VI. Some Policy Alternatives

In considering the question of policy alternatives, three major possibilities will be discussed. One can begin with the classical solution, which involves a devaluation of the currency. A successful devaluation of the currencies of Jamaica and Trinidad may have several important effects on the economic development of these territories. First, it may eliminate the need for existing overseas preferences, and leave Jamaica and Trinidad free to frame a trade policy which will give emphasis to their potential comparative advantage in light manufacturing. Second, it may lead to an increase in employment, or at least the preservation of existing levels of employment, by discouraging producers from mechanizing with imported machines. Third, it may stimulate the growth of output both from the supply and demand side. In respect of the former, it may induce a greater flow of investment, both domestic and foreign, into export and import-competing production. As far as demand is concerned, local consumers may substitute locally-produced food and manufactures for foreign goods, and foreign consumers may increase their expenditure on West Indian products, particularly light manufactures.

The real question is however whether a devaluation can be successful under Jamaican or Trinidadian conditions. For first of all, there is no certainty that it will lower wage costs in terms of foreign currencies, to a sufficient extent, or for a sufficiently significant period of time, in order to allow all of these effects to come into operation. Indeed one of the crucial tests for a devaluation, is what effects it will have on the cost of living, and in tum what will be the response of the Trade Unions to the rise in prices. For insofar as the devaluation leads to an increase in import prices in terms of local currency, the cost of living will go up, and Trade Unions may respond with c1aims for wage increases. If these c1aims are successful, at least part of the favourable effects of the devaluation will be eliminated.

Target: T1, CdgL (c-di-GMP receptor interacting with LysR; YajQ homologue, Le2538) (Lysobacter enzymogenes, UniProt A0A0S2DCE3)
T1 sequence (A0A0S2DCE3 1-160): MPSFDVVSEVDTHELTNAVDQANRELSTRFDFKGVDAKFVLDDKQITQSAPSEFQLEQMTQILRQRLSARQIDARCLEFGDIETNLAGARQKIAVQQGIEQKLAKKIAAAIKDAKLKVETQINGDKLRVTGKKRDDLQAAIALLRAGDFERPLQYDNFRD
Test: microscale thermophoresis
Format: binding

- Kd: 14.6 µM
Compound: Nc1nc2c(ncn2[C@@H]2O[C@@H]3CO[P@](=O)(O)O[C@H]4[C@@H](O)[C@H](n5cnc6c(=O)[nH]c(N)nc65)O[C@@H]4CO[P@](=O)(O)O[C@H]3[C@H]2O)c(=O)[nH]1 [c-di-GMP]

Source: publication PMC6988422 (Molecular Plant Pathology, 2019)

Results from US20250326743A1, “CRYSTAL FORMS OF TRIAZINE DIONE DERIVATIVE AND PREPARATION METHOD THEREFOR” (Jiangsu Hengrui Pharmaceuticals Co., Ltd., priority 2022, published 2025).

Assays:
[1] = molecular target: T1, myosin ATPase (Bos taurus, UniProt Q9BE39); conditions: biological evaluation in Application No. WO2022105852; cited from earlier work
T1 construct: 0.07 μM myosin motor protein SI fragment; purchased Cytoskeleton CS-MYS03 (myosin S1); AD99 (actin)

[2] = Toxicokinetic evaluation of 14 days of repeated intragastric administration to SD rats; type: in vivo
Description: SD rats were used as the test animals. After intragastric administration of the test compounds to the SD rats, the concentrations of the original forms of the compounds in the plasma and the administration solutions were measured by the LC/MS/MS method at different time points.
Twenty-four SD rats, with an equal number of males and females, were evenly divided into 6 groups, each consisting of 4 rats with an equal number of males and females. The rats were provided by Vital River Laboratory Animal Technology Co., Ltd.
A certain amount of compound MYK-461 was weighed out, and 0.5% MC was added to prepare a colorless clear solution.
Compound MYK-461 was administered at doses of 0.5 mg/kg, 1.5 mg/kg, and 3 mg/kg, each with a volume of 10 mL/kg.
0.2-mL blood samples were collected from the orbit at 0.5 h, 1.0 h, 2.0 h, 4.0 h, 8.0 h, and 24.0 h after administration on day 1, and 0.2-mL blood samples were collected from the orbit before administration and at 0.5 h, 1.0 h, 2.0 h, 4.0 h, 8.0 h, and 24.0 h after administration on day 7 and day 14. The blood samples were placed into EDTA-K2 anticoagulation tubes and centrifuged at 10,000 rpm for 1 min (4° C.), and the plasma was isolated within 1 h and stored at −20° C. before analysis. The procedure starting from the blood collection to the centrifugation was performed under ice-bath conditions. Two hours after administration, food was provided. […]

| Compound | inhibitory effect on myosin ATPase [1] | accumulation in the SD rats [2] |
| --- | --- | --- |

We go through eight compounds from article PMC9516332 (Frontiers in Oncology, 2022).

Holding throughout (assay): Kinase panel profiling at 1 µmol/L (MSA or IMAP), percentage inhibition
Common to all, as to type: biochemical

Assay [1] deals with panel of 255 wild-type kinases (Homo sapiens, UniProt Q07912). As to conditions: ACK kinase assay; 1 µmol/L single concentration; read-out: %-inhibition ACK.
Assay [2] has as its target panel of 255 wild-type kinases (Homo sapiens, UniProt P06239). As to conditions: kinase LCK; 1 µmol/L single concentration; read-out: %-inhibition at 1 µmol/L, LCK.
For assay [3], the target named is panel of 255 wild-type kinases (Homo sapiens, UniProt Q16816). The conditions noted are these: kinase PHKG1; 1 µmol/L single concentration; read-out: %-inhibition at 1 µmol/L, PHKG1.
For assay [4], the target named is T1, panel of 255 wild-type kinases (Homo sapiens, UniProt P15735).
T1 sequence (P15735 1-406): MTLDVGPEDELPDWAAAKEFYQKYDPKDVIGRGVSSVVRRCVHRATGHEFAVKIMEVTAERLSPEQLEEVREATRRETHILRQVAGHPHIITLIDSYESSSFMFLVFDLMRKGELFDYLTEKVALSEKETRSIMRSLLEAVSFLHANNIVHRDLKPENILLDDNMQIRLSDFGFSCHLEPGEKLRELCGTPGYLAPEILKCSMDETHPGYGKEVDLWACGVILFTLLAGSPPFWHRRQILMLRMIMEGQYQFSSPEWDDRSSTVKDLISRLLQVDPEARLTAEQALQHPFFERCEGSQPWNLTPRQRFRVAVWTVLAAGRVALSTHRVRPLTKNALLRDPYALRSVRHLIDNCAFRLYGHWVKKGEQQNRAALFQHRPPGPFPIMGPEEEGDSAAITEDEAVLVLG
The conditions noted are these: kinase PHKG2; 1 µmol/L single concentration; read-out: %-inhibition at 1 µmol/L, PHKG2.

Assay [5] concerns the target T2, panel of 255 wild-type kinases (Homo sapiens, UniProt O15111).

Governments can however take action to dampen the effects of a devaluation on the cost of living. It has been claimed, especially in Jamaica, that distributive margins on imported goods are unduly high, because of various kinds of restrictive practices such as the sole agency system. Governments may therefore combine an anti-restrictive practices policy with that of a devaluation. In extreme cases, they may even resort to controls on margins and/or prices. Another way of dampening the effect on the cost of living is to subsidize a few key items in consumption, such as flour and salted fish.

Even if there is some rise in the cost of living, governments may be able to discourage unions from pressing c1aims for wage increases.

Reservations may also be expressed against the effects of devaluation on saving and investment decisions. A devaluation may increase the propensity of local savers to accumulate balances abroad, rather than to invest them at home. However, no one can accurately forecast what effects a devaluation is likely to have on investment decisions in a developing country. And it is instructive to note that Mexico experienced an increase in foreign direct investment, especially in manufacturing, after the devaluation of 1954.